1796 Work begins on the reservoir. The Crane brook is diverted away from the area and a team of 'navies' dig out the floor of the reservoir and use the excavations to build earthen-work dams at the eastern and western edges. The Crane Brook, flowing towards the Tame, is dammed by the eastern embankment and the western embankment dams a stream flowing west into the Penk system. The deepest part of the reservoir is 35 feet near to the eastern end of the reservoir. A feeder channel is also cut through from the eastern dam to the top of the locks at Ogley Hay, passing through Knaves Castle.
1797 The canal is opened on 8th May but soon closes due to a lack of water. The Ogley lock system uses 25,000 gallons of water each time a boat passes through and are now dry. The Company is under extreme pressure to open the canal again so the Crane Brook is re-diverted to fill the reservoir. The reservoir soon fills and the accumulated water is fed into the canal system.
1799 In June, the eastern dam bursts, sending millions of gallons of water down the valley towards Shenstone. Roads and bridges are washed away, fields are flooded and livestock drowned. The canal company pays compensation to all who have suffered loses, and immediately sets about rebuilding the dam. It is decided the new dam will be thicker and wider and the inner walls will be lined with limestone.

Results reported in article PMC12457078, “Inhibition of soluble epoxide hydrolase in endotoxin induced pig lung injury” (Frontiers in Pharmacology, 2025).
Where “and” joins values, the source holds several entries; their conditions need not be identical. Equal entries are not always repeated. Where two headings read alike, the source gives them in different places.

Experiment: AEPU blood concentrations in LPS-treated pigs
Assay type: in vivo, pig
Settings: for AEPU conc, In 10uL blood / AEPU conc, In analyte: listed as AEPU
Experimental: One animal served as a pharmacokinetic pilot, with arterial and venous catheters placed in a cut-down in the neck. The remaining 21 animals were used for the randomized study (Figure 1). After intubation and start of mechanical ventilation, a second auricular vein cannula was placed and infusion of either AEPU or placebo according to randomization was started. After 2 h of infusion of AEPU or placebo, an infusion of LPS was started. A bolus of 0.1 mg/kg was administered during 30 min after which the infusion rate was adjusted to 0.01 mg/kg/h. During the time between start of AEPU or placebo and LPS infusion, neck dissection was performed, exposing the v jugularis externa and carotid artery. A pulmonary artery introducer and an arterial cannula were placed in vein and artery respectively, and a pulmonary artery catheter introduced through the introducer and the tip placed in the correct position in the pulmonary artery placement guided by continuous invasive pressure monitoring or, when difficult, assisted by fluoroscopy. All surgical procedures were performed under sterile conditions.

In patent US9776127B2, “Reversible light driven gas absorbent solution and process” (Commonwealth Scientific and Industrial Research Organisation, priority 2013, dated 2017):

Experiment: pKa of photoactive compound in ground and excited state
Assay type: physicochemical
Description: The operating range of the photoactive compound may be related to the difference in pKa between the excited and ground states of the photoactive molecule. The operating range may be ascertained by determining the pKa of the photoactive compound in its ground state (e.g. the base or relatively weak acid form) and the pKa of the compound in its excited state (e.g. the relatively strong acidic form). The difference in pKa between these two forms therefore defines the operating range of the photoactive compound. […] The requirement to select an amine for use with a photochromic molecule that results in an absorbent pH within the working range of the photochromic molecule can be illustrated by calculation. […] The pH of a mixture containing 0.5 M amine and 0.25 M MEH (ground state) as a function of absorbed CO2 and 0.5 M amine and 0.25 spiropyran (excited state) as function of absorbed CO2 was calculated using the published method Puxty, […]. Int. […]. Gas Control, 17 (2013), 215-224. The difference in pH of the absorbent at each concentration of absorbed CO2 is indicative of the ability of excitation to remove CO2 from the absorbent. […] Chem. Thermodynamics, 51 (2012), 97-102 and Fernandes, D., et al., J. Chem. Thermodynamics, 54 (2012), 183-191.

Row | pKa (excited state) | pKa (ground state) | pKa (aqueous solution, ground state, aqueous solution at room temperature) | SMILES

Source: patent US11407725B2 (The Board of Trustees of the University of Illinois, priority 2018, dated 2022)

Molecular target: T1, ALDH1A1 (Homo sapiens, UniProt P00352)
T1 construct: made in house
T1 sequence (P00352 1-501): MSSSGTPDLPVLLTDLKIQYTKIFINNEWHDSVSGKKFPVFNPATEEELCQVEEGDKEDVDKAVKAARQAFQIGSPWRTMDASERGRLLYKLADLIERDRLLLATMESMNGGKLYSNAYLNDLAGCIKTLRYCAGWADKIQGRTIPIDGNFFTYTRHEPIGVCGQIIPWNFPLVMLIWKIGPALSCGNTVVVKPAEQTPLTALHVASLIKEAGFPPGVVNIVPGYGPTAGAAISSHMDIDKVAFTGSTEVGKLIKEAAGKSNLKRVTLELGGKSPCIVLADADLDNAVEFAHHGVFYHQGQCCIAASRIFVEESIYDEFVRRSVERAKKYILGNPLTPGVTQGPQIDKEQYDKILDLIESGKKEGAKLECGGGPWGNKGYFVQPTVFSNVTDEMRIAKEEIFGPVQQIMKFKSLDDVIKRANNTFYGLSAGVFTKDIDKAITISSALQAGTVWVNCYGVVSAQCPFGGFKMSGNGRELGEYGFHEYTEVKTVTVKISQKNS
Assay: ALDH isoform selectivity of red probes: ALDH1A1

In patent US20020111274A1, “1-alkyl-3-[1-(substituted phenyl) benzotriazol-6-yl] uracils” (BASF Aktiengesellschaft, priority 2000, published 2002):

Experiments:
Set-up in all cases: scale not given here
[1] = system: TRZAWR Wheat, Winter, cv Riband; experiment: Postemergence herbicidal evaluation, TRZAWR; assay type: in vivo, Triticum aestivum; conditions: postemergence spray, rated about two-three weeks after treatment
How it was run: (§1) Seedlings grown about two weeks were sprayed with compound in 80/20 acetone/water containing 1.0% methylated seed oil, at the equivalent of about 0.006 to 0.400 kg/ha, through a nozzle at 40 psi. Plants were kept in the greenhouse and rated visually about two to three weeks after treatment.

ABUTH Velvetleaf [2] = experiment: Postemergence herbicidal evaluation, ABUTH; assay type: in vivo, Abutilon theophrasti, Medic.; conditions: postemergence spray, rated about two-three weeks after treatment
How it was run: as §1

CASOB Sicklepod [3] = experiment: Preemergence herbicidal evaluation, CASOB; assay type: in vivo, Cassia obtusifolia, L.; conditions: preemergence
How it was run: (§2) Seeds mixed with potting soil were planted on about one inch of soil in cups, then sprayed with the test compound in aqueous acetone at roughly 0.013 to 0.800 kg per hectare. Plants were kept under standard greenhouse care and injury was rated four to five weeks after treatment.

1800 In January, the canal company recruit as many men as are needed to make sure the reservoir is opened as quickly as possible. By March the dam is rebuilt and the reservoir refilled. As a safeguard against further damage to the dam the company builds a watch house and employs a full time watchman to inspect the dam and report any defects. The first watchman is William Wall who pays the company £2 per year to rent the house and gardens.
1801 Lesser Skullcap is recorded and there are unconfirmed reports of Marsh Clubmoss and Bog Orchid at Norton Bog.
1806 John Cary’s New Map of Staffordshire dated 1806 (but probably surveyed at least five years earlier) shows two pools, perhaps reflecting the situation immediately after the collapse of the dam (in 1799) since the eastern pool appears to occupy the area of the Anglesey Basin
1818 A Plan of the Reservoir and Feeder on Cannock Chase is published showing its appearance prior to mining and subsidence. The western shore is named Holly Bank, the north shore is Middle Bank and south of the western dam is Hawthorn Tree Bank
1834 White’s Directory refers to grouse and partridges being abundant in the Ogley Hay area. The grouse are presumably Black Grouse since they are common on Cannock Chase with a record British bag of 252 being taken in about 1860
1840 The Wyrley & Essington company amalgamates with the Birmingham Canal Navigations. The BCN had previously had to pay to top up their canals with water from the reservoir. (The boundary posts of the BCN can still be found around Chasewater and Anglesey basin).